Over recent decades, historians have become increasingly interested in early modern Catholic missions in Asia as laboratories of cultural contact. This book builds on recent ground-breaking research on early modern Catholic missions, which has shown that missionaries in Asia cooperated with and accommodated the needs of local agents rather than being uncompromising promoters of post-Tridentine doctrine and devotion.
Bringing together some of the most renowned and innovative researchers from Anglophone countries and continental Europe, this volume investigates how missionaries’ entanglements with local societies across Asia contributed to processes of localization within the early modern Catholic church. The focus of the volume is on missionaries’ adaptation to four ideal-typical social settings that played an eminent role in early modern Asian missions: (1) the symbolically loaded princely court; (2) the city as a space of especially dense communication; (3) the countryside, where missionary presence was only rarely permanent; (4) and the household – a central arena of conversion in early modern Asian societies.
Shining a fresh light onto the history of early modern Catholic missions and the early modern Eurasian cultural exchange, this will be an important book for any scholar of religious history, history of cultural contact/global history and early modern history in Asia.
Table of Contents
Nadine Amsler, Andreea Badea, Bernard Heyberger and Christian Windler
Part I: Missionaries at Princely Courts
1 Between Convent and Court Life: Missionaries in Isfahan and New Djulfa
2 "The Habit that Hides the Monk": Missionary Fashion Strategies in Late Imperial Chinese Society and Court Culture
3 Between Mogor and Salsete: Rodolfo Acquaviva’s Error
Ines G. Županov
Part II: Missionaries in Cities
4 Urban Residences and Rural Missions: Patronage and Catholic Evangelization in Late Imperial China
Ronnie Po-chia Hsia
5 The Post-Tridentine Parish System in the Port City of Nagasaki
6 Conflicting Views: Catholic Missionaries in Ottoman Cities between Accommodation and Latinization
Part III: Missionaries in the Countryside
7 Funding the Mission: The Jesuits’ Economic Integration in the Japanese Countryside
Hélène Vu Thanh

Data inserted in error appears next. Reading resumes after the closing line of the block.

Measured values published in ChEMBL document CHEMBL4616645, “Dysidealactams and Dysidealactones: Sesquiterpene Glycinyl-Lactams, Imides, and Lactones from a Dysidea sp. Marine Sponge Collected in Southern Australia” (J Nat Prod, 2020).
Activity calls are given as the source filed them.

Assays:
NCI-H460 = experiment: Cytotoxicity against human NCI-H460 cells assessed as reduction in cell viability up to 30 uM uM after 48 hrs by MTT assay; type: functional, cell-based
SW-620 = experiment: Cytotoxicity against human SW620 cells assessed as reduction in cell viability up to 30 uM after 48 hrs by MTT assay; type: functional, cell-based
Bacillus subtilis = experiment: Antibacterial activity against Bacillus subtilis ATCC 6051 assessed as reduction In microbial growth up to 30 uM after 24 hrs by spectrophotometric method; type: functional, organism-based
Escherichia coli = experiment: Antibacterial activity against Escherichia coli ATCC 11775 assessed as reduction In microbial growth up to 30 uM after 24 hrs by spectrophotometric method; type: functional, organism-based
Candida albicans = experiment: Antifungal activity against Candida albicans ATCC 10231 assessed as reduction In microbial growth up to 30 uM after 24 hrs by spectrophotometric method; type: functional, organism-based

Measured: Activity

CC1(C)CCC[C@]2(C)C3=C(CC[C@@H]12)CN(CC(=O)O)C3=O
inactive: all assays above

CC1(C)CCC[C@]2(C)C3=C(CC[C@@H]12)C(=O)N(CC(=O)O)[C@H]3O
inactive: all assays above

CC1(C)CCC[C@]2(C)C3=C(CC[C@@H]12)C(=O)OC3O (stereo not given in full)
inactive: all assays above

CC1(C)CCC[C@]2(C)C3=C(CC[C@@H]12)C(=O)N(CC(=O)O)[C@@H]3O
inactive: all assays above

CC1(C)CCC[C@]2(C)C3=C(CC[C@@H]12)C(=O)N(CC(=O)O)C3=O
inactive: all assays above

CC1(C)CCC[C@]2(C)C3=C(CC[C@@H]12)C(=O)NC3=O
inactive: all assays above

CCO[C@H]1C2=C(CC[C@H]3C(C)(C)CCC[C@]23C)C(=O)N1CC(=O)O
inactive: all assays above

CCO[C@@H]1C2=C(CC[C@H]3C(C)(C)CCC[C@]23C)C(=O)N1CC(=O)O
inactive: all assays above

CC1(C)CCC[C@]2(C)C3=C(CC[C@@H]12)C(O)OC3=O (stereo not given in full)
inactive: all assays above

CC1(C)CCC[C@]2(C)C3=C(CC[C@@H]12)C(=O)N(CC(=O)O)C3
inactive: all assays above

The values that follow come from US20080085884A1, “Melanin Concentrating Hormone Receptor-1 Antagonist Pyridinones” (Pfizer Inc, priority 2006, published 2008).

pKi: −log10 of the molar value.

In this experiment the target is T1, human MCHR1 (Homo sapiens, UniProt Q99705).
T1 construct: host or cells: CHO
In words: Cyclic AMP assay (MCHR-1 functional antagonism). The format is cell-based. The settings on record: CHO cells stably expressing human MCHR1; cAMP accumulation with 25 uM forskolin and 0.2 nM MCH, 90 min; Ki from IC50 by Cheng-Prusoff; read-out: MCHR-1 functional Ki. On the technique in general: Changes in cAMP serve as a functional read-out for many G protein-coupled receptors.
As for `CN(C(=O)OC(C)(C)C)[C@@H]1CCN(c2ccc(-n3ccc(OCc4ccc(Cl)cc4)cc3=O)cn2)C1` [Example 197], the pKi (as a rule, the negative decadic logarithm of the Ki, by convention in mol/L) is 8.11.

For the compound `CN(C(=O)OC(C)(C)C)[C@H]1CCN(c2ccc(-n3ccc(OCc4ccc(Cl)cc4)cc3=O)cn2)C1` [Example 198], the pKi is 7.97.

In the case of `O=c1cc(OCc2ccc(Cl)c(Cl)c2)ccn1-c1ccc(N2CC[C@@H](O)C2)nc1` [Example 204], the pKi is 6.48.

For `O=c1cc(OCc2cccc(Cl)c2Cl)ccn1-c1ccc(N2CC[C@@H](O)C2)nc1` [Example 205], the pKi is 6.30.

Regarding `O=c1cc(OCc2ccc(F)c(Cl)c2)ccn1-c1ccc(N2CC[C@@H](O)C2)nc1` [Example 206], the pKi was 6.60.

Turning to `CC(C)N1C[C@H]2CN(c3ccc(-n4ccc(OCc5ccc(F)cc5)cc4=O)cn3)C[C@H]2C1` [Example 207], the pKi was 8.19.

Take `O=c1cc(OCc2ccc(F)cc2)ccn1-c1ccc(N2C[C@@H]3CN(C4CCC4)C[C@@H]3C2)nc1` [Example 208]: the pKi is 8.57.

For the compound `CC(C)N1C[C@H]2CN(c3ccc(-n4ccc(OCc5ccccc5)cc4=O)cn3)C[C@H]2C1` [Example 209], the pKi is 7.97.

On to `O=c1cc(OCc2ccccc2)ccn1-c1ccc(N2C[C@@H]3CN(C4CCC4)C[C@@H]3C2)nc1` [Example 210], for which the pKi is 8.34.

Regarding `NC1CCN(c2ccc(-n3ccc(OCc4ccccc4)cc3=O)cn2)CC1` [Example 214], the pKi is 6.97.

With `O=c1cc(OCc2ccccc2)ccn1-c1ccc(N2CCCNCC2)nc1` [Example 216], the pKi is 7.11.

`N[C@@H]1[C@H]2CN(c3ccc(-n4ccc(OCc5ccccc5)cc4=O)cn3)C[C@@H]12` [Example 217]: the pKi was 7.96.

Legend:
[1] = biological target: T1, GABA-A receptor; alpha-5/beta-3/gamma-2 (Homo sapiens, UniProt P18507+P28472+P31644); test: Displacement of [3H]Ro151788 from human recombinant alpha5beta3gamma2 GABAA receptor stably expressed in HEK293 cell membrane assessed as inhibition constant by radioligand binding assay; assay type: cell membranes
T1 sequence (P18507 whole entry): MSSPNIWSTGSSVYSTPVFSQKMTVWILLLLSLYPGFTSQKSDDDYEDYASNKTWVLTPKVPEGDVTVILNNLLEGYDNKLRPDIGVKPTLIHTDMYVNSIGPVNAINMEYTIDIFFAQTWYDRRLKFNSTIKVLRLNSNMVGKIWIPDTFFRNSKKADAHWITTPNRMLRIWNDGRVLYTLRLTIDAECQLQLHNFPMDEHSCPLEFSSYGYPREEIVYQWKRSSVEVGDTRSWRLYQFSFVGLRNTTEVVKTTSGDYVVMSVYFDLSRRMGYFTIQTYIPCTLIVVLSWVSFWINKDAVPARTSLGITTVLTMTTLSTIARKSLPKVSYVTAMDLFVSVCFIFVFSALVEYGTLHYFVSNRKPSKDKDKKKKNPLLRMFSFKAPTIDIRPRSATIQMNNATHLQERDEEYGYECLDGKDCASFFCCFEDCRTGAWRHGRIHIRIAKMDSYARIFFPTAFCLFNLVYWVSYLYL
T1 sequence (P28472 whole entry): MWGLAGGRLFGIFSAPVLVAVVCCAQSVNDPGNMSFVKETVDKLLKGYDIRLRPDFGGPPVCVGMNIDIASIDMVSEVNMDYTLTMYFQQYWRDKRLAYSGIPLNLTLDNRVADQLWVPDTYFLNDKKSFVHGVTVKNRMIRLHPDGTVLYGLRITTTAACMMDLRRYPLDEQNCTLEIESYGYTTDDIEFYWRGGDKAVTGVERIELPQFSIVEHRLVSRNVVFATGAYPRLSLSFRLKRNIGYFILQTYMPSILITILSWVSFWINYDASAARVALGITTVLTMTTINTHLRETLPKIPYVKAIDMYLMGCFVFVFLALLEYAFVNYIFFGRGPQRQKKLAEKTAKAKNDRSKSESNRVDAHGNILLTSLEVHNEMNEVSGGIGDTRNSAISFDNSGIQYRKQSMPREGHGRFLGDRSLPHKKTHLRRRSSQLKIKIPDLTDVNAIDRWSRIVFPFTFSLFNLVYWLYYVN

8 Trading Religious and Daily Goods: Franciscans in Semi-Rural Palestine (Seventeenth Century)
9 Rural Tibet in the Early Modern Missions
Part IV: Missionaries and Households
10 Holy Households: Jesuits, Women and Domestic Catholicism in China Nadine Amsler
11 Women, Households, and the Transformation of Christianity into the Kirishitan Religion
Haruko Nawata Ward
12 Missionaries and Womena. Domestic Catholicism in the Middle East
List of contributors
Nadine Amsler is Postdoctoral Fellow at the Department for Early Modern History at the Goethe University Frankfurt. She is the author of Jesuits and Matriarchs: Domestic Worship in Early Modern China (Seattle 2018). She is also one of the editors of a special issue of the International History Review entitled Transformations of Intercultural Diplomacies. Comparative Views on Asia and Europe (1700 to 1850) (forthcoming).
Andreea Badea is a researcher at the Department for Early Modern History at the Goethe University Frankfurt. She is the author of Kurfürstliche Präeminenz, Landesherrschaft und Reform: Das Scheitern der Kölner Reformation unter Hermann von Wied (Münster 2009).
Bernard Heyberger is Directeur d’Études at the École des Hautes Études des Sciences Sociales and at the École Pratique des Hautes Études in Paris. He is the author of Les chrétiens du Proche-Orient au temps de la Réforme catholique (Rome 1994) and, more recently, Les chrétiens au Proche-Orient: De la compassion à la compréhension (Paris 2013).
Christian Windler is Professor of Early Modern History at the Department of History of the University of Bern. He is the author of La diplomatie comme expérience de l’Autre. Consuls français au Maghreb (1700–1840) (Geneva 2002) and Missionare in Persien: Kulturelle Diversität und Normenkonkurrenz im globalen Katholizismus (17.–18. Jahrhundert).